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Errol W. Hewett and Christopher B. Watkins

The incidence of external and internal bitter pit in `Cox's Orange Pippin' apple (Malus domestics Borkh.) fruit sprayed with normal therapeutic sprays either with or without Ca salts at 2-week intervals during the growing season was determined after 6 weeks of storage over 7 consecutive years. Following harvest, fruit was either vacuum-infiltrated with CaCI2 or received no further treatment. Although there was a tendency for fruit that had been sprayed and vacuum-infiltrated with Ca to exhibit the greatest degree of bitter pit control, this treatment was not significantly superior to Ca sprays alone. Vacuum infiltration alone reduced the disorder to a lesser extent than Ca sprays and was more effective in reducing external than internal bitter bit. The results suggest that Ca applications over the growing season are superior to postharvest vacuum-infiltration with Ca in the prevention of bitter pit.

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Jorge B. Retamales, Claudio Valdes, and Verónica Donoso

Bitter pit (BP) is the main physiological disorder of apples in Chile. Its incidence affects pre- and postharvest handling of the fruit and the profitability of this species. Since 1991, its control and prediction have been studied by this research team through field and laboratory trials. The BP incidence is linked to the fruit Ca concentration; however, fruit Ca analysis has not adequately predicted BP incidence in postharvest. Several authors have proposed Ca/Mg antagonism, which has been the basis to develop a predictive method through fruit Mg infiltration (IMG) 40 days before harvest. IMG has been massively used for two seasons in Chile, with 375 samples processed in 1997 and 1170 in 1998. The industry has been increasing its proportion of the samples processed, from 22% in 1997 to 71% in 1998. The most prominent varieties are `Granny Smith' (GS) > `Braeburn' (BR) > `Royal Gala' (RG) > `Red King Oregon' (RKO). The massive use of IMG has obtained predictive capacities (r 2 between BP predicted and BP after 3 months regular cold storage) of 0.8 for `Fuji'; 0.7 for GS, BR, and RG; and 0.58 for RKO. (This reduction in the predictive capacity with regards to the previous research under controlled conditions would, in part, be due to problems in obtaining fruit samples: non-uniform fruit size, inadequate sampling dates, diverse fruit numbers, etc.) Developments are underway to increase the geographical coverage of the service, the predictive capacity of the method for certain cultivars and productive areas and the number of samples processed.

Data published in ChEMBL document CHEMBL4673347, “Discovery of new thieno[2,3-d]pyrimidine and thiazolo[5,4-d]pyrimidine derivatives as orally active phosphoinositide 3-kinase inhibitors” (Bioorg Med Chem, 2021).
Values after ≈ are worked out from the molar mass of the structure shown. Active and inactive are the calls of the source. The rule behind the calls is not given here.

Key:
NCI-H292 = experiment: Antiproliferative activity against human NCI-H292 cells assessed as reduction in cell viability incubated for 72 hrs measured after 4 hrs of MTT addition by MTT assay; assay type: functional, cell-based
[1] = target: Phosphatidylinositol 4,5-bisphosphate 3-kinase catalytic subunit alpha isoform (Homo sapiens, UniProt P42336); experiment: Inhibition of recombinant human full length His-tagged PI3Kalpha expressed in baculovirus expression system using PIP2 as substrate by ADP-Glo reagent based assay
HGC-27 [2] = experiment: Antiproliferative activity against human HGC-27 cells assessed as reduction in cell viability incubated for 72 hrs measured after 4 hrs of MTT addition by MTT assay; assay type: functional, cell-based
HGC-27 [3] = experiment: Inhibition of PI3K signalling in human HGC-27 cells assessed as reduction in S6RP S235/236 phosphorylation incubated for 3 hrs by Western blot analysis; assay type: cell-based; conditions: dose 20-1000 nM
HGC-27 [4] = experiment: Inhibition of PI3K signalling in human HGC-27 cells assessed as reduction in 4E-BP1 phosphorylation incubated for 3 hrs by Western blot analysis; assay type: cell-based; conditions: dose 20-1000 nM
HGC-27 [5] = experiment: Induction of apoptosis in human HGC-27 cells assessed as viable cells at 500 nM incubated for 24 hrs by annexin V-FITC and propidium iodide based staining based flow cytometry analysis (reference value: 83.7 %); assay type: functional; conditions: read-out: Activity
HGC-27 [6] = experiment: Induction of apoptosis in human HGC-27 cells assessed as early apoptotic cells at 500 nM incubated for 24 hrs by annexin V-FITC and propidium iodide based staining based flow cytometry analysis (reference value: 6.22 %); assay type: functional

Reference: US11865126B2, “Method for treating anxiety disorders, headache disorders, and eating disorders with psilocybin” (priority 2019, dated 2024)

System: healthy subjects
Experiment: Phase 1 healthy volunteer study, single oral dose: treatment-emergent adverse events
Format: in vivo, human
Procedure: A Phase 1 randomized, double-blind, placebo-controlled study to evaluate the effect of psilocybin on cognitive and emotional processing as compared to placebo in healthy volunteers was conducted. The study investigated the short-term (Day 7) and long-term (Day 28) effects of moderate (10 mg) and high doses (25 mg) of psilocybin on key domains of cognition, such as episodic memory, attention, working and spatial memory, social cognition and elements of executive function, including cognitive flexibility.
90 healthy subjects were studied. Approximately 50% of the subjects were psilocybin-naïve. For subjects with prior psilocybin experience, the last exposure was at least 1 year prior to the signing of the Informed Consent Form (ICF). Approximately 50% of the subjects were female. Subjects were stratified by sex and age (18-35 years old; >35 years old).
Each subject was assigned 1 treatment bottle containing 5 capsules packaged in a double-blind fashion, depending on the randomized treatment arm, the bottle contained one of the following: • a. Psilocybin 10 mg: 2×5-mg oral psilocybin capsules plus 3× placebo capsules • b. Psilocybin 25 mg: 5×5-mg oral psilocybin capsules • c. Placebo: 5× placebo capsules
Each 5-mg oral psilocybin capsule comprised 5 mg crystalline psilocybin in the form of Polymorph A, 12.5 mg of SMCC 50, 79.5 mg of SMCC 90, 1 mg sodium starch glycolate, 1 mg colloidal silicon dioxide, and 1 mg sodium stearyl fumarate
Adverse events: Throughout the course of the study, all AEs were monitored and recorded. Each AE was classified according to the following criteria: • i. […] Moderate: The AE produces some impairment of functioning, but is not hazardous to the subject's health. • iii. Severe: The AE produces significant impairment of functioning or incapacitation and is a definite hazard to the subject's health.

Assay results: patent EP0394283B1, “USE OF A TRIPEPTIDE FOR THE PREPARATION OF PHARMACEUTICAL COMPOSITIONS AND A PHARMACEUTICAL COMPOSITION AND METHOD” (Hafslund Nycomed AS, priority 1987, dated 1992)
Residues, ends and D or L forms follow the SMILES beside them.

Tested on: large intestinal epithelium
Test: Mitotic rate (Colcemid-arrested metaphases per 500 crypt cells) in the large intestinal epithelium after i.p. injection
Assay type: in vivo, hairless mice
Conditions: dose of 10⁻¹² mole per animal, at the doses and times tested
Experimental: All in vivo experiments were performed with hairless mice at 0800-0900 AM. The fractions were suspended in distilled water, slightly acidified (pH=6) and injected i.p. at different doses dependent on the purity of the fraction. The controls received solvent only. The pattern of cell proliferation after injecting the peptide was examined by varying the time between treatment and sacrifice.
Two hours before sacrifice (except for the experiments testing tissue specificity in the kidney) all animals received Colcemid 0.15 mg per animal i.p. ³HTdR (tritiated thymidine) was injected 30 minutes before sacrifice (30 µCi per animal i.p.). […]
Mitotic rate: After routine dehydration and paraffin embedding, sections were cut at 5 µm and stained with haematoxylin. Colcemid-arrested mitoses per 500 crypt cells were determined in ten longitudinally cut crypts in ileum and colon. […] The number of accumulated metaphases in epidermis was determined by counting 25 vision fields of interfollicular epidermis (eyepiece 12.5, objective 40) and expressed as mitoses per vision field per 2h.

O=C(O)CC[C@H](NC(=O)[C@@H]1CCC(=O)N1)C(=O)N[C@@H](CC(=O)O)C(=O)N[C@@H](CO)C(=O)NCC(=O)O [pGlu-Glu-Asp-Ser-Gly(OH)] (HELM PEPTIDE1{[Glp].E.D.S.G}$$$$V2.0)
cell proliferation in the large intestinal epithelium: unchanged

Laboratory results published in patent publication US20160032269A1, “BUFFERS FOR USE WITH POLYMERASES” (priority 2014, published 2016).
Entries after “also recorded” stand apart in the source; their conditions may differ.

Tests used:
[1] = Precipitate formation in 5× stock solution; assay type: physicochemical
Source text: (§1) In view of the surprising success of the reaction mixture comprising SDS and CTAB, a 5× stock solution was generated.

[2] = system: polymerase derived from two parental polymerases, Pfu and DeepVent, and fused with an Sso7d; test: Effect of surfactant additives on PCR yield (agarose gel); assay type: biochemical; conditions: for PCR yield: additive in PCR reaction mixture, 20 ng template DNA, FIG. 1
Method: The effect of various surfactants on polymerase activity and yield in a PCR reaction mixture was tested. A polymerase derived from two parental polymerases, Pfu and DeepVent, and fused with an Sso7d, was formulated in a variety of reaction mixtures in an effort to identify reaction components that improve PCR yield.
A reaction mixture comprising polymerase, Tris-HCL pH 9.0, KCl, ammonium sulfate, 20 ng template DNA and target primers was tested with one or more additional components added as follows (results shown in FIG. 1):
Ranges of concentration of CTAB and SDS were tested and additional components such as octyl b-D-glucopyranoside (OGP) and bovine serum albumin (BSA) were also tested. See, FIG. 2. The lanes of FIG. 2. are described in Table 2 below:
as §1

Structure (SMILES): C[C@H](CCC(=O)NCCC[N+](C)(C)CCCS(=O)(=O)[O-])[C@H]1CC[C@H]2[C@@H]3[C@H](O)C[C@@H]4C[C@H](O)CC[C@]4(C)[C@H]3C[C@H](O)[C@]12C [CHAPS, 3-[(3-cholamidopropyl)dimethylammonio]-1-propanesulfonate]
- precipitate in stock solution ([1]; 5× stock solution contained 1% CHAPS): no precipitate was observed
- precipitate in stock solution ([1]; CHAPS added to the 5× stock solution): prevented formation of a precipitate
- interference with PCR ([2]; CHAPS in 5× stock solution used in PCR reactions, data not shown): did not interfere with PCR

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Sergio Lopez-Cuevas and Terence Robinson

A factorial field experiment was conducted at the New York State Agricultural Experimental Station in Geneva, N.Y., during 2004 and 2005 with `Honeycrisp' apple trees on M.9 rootstock. The main plot factors were three levels of applied nitrogen (0 kg/ha, 50 k/ha, and 100 k/ha); three levels of applied K2O (0 k/ha, 100 kg/ha, and 200 kg/ha); ± foliar nutrient sprays containing N, B, Zn, and Mg, ± foliar sprays of CaCl2 and ± trickle irrigation. The subplot factor was cropload (3, 6, 9, 12, and 15 fruits/cm2 TCA). Trees receiving irrigation or potassium had higher yields and the effect was greater as cropload was increased. There was no effect of nitrogen fertilization, foliar Ca, and foliar N, B, Zn, and Mg on yield. Irrigation and increased potassium fertilization rate reduced fruit soluble solids at harvest. Foliar calcium applications, foliar N, B, Zn, and Mg applications, and nitrogen fertilization rate did not affect fruit soluble solids at harvest. No treatment factor had an effect on fruit firmness at harvest, but, after 4 months on cold storage, fruits from irrigated trees had greater firmness. Bitter pit incidence was lower on apples from trees that did not receive irrigation compared to irrigated trees. The difference was constant under all cropload levels. Foliar calcium applications, foliar N, B, Zn, and Mg applications, nitrogen fertilization rate and potassium fertilization rate did not affect bitter pit incidence.

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Jorge B. Retamales and Claudio Valdes